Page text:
* If we go one more doubling, to approximate a value for "@", we get: ?, 8, 16, 24, 32, 40, 48, 56, 64, 72, 80 (or 440/10 = 44+?/10) That 440/10 44 adds 44/10 to !, which adds 4.4/10 to *, which is our roll of "1" in our initial roll. That additional +.44, averaged with the others, adds another .044 to the final value, making that closer to 5.75, and tells me we are closing in on our "asymptote". Tho' each "doubling" gets bigger, it also gets divided by another power of 10, so is getting smaller and smaller in a reverse logarithmic dive, and so never spirals out of control, just adds less and even less each time.
The 10 is from the median value of an exploded die with one doubling 2,4,6, etc, although, I guess you can't get a 2, oh well, so I messed that up. I meant to give the median between 20 (10 x2) and 2 (1 x 2), but how do you get a one on a stress die?
BTW, I stopped with one doubling.
I did a brute force simulation in MS Excel by creating hundreds of cells that would simulate dozens of stress dice and I did get an average value somewhere around 5.75.
You did proofs in high school? I could hardly find a teacher that could do arithmetic in high school. I learned basic algebra in college (I learned to factor polynomials) and got A's, but that is a far as I went. I swear, I must have gone to the worst high school (with the least skilled and knowledegble teachers) in the country based on what people have told me about their high school experiences. My World and American History teacher never said a word to us he just sat in the corner reading Sports Illustrated and would ignore anyone who asked a question.
The average roll for a non-stress die is 5.5.
The average roll for a stress die is 5.75.
The initial roll (X) breaks down as: 90% (2 to 0) unmodified, 10% (on a 1) double value of an "extended" roll (Y).
"Extended" rolls (Y) break down as: 90% (2 to 10) unmodified, 10% (on a 1) double value of a further "extended" roll (Y).
The recursion is easily accounted for in the equations by simply reintroducing the suitably-weighed expected value on the right-hand side:
E(Y) = (1/10)(2+3+4+5+6+7+8+9+10) + (1/10)2E(Y)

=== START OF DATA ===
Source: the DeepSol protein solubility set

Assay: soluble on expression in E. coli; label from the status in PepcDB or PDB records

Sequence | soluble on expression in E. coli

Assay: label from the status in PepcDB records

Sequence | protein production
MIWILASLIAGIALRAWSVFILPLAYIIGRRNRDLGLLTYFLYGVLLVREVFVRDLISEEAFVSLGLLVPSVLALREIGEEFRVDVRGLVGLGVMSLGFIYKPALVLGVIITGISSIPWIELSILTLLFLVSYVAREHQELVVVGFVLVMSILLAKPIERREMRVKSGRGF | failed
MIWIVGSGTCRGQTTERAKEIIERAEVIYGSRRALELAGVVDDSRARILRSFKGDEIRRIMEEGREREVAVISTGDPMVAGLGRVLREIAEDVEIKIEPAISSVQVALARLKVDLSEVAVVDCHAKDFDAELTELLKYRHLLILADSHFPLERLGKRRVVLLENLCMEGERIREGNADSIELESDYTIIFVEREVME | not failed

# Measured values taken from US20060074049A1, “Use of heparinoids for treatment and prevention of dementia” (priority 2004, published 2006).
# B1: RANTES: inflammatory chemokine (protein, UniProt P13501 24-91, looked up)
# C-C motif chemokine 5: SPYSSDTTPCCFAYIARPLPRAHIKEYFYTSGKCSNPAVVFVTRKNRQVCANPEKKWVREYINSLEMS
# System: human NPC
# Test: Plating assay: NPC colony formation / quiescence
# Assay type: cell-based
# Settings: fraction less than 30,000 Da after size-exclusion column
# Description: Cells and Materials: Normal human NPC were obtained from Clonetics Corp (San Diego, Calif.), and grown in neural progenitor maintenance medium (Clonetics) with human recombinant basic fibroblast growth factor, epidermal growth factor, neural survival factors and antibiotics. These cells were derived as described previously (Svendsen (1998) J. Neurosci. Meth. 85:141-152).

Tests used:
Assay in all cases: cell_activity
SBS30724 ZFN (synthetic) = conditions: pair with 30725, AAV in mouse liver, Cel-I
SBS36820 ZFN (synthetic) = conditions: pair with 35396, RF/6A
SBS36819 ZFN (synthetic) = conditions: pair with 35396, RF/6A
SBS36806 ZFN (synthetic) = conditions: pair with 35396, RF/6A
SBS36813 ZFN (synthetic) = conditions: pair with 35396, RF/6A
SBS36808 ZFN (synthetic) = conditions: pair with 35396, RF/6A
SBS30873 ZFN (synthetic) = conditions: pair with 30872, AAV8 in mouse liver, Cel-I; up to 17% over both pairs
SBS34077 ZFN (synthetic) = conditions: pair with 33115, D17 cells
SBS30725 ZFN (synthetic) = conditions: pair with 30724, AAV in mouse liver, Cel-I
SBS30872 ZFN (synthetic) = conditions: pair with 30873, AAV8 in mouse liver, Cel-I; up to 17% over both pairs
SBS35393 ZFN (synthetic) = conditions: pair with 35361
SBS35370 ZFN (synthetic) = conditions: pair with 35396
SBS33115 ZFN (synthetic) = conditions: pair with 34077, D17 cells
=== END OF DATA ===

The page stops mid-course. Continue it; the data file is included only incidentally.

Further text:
E(Y) = 5.4 + (1/5)E(Y)
(4/5)*E(Y) = 5.4
E(Y) = 6.75
That would cover the old "quality die", which doubled on a 1, but always counted the initial zero as a 10. Filling back into the first roll:
E(X) = (1/10)*(2+3+4+5+6+7+8+9+0) + (1/10)2E(Y)
E(X) = 4.4 + (1/5)*6.75 = 4.4 + 1.35 = 5.75
It's like watching two Bonisagus argue magic theory.
Fascinating, but somewhat incomprehensible.
I'm enjoying this, though.....
Um, three by my count, not two. You are indeed math challenged. 8)
Worse, THAT is like watching three of them argue, falling asleep and have one of them ask your oppinion.
I might have missed something here, but:
(Edit: I did miss something! Fixing.)
A d10 has 10 sides. Thus, the chance that any particular outcome of a single roll occurs is 0.1, or 10%.
On a stress roll, an outcome of 0 is worth 0, the outcome of any number other than one is worth the number rolled, and a 1 is doubled.
Therefore, the value of a die equals the sum of the integers 2 through 9 times 0.1 plus 0.1 times double the value of a die where the 0 is worth 10, or
stress_die = 4.4 + 0.1*2*subsequent_die
subsequent_die = (5.4 * 0.9) + 0.12subsequent_die
stress_die = 4.4 + 5.4* (0.1*2**1 + 0.01*2**2 + 0.001*2**3 + 0.0001*2**4 + ....) = 4.4 * sigma(n=1, n-->inf, 0.2**n) = 4.4 + 5.4* 0.25 = 5.75
Thus, a stress die has a slightly better value than a simple die. On the one hand, a stress die can achieve much higher results. On the other hand, the simple die can roll a natural ten or natural one.